The other day, we blogged about mortgage loan forbearance and the requirements under the Coronavirus Aid, Relief, and Economic Security Act (CARES Act) recently passed by the United States Senate. The CARES Act includes provisions on forbearance for federally backed mortgage loans. Recently, we have received questions from credit unions who do not hold federally backed mortgage loans, but would still like to offer a forbearance period. These credit unions have asked about what this should look like in practice and what strategies they may employ in creating mortgage loan modifications agreements.
As explained in our blog on closed-end loan modifications, modifications of mortgage loans can be quite complex and vary greatly based on the loan agreements and applicable state laws. Modifications that allow for forbearance period may include reducing the interest rate, extending the term of the loan, or adding missed payments to the loan balance. A modification also may involve reducing the amount of money a member owes by forgiving, or cancelling, a portion of the mortgage debt.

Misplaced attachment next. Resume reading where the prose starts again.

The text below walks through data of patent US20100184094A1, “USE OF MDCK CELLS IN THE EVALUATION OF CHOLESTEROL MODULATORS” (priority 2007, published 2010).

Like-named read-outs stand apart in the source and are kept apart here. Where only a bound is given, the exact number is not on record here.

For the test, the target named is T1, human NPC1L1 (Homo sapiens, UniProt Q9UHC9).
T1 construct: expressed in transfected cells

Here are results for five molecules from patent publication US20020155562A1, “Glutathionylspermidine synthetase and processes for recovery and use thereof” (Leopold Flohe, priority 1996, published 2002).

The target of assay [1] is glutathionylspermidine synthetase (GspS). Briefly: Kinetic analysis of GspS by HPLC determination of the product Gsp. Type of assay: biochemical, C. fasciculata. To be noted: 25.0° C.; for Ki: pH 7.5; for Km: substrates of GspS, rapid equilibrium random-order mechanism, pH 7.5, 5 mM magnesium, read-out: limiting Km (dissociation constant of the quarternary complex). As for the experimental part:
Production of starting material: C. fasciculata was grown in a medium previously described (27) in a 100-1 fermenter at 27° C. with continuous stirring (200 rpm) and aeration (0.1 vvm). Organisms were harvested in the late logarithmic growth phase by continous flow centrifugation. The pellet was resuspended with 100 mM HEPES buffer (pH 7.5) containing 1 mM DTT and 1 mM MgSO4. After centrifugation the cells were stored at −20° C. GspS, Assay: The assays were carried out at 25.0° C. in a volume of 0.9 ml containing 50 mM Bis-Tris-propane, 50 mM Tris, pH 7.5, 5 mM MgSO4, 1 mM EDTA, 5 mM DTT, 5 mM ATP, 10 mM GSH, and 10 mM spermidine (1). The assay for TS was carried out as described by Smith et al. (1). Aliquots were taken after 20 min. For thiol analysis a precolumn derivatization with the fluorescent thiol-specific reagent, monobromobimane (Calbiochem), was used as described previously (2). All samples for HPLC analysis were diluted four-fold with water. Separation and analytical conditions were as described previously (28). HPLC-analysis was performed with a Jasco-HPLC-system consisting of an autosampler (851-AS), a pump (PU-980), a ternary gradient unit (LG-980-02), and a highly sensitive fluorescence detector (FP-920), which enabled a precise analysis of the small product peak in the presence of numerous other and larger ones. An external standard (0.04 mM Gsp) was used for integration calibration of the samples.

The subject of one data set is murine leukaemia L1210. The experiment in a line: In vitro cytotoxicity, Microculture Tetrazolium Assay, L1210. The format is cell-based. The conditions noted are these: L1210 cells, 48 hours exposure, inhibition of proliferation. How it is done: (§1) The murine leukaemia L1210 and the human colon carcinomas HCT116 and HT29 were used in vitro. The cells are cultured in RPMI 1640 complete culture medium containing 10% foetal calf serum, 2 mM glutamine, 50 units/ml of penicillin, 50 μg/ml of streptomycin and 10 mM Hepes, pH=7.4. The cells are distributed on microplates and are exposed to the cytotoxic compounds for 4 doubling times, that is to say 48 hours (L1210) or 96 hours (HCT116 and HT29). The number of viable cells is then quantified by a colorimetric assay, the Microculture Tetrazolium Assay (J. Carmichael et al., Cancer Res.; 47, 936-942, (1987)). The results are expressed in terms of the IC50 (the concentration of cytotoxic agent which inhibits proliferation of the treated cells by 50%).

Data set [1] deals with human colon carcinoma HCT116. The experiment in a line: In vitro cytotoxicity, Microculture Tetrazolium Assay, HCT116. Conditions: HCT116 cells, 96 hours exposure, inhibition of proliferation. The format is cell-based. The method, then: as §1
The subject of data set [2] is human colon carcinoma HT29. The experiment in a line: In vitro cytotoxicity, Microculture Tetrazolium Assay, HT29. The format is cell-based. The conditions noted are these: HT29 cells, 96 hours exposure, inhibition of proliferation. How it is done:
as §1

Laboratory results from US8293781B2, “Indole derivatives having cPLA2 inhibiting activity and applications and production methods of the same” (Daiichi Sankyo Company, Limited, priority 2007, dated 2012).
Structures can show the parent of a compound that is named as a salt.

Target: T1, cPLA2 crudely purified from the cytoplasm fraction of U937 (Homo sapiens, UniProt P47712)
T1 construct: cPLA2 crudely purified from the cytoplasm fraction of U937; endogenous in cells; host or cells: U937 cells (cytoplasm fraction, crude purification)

Although not created for the current COVID-19 requirements for federally backed mortgage loans, there is some previous guidance issued by Freddie Mac which suggests a few post forbearance options to bring mortgage loans current once members are able to reestablish ability to pay.
Specifically, there are few types of mortgage loan modifications described in Freddie Mac guidance that credit unions may consider in offering modifications. If a credit union’s mortgages are not backed by the federal government or a government sponsored enterprise (GSE), the credit union is not obligated to follow a particular method in determining the new payment schedule, but the credit union might consider using these past models to create its own modifications.
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